Be Aggressive but Selective
Your primary asset is your ferocious melee ability, no doubt about it, but you're far from invulnerable. Traps that incapacitate you without relying on damage, such as pits, can take you out of combat long enough for the rest of your party to be taken apart. Clever magic-using opponents will also try to neutralize physical threats with area and mind-affecting spells, so making yourself a big target right out of the gate can do more harm than good. The same can be said for advertising obvious magical enhancements such as flaming or shock. It's best to let opponents underestimate you (if that's possible) for as long as possible.
Once you engage in combat, however, let nothing stop you from wreaking havoc in the ranks of your enemies. You've got plenty of hit points to withstand front-line engagement, probably more effectively than anyone you're adventuring with, and in your case the best defense is definitely a good offense.
Even though you're a mighty force, it's not always wisest for you to try to take on the most powerful opponent by yourself (especially if that opponent is a spellcaster). You do have friends, after all, and they can hold their own as well. In large encounters, it's sometimes more beneficial if you wade into a group of lesser monsters or minions, keeping them off your companions, who can then gang up on a more powerful foe. Being in the midst of minions also protects you against area attacks (from all but the most dastardly of villains), and to an extent ranged attacks as well, letting you fight your enemies on your own terms.
Some Key Equipment
Thayan gladiators pride themselves on using their bodies to dispatch opponents, but that doesn't mean they can overlook their equipment entirely. Here are a few things to keep in mind when spending your hard-earned gold:
Defense First: Although at higher levels it's good to supplement your natural weapon with a powerful melee alternative, you should be thinking primarily about how to stay in combat longer. If you wear armor, which you should, then you should add as many enhancement bonuses as you can afford. And choose a cloak of resistance over something like a cloak of displacement... you're more worried about spells and special abilities taking you out of the fight than damage.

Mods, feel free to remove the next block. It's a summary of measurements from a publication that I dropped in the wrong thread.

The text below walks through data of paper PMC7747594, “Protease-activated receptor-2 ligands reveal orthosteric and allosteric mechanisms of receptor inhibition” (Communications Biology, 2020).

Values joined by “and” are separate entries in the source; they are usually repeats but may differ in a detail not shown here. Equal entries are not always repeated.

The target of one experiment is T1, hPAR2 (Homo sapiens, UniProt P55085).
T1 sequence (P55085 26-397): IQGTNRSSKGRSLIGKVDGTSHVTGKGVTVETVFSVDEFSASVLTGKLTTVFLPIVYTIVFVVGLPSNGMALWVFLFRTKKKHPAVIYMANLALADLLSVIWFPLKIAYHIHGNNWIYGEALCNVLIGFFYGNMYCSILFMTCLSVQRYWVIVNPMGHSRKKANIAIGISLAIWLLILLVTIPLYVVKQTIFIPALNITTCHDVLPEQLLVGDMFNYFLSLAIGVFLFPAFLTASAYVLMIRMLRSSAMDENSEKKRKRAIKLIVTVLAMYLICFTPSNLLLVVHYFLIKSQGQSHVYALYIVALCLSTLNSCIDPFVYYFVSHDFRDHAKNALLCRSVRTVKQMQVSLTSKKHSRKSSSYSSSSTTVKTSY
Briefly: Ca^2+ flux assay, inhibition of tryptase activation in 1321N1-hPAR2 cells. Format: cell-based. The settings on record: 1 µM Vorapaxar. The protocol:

Mobility is Key: Items that aid you in getting to the battlefield and then maneuvering around it will help you utilize your strengths. Try to find boots of striding and springing and a ring of freedom of movement, and keep a potion of fly on your belt for getting into and out of really tricky situations. Anything that helps you hide or otherwise gain surprise, such as shadow armor or potions of invisibility, is also a handy addition to your arsenal.
Backup Melee Weapon: This would be most folks' primary weapon, but you've got something better. This might be the weapon you used before becoming a Thayan gladiator. Even though it would be stylish to match your weapon's special qualities to those of your natural weapon, it makes more sense to use your backup weapon to fill in the gap (perhaps making it a ghost touch weapon or giving it elemental damage that your natural weapon doesn't have).
Any additional advice you would include for this prestige class? Let us know, at firstname.lastname@example.org.
About the Author
Wil Upchurch is co-author of the acclaimed Midnight campaign setting, and a contributor to the Forgotten Realms and Dungeons & Dragons. There's pretty much nothing he won't write for money, and pretty much nobody who will pay him to do so. So, he spends most of his free time playing Dreamblade and evangelizing Nickel Creek.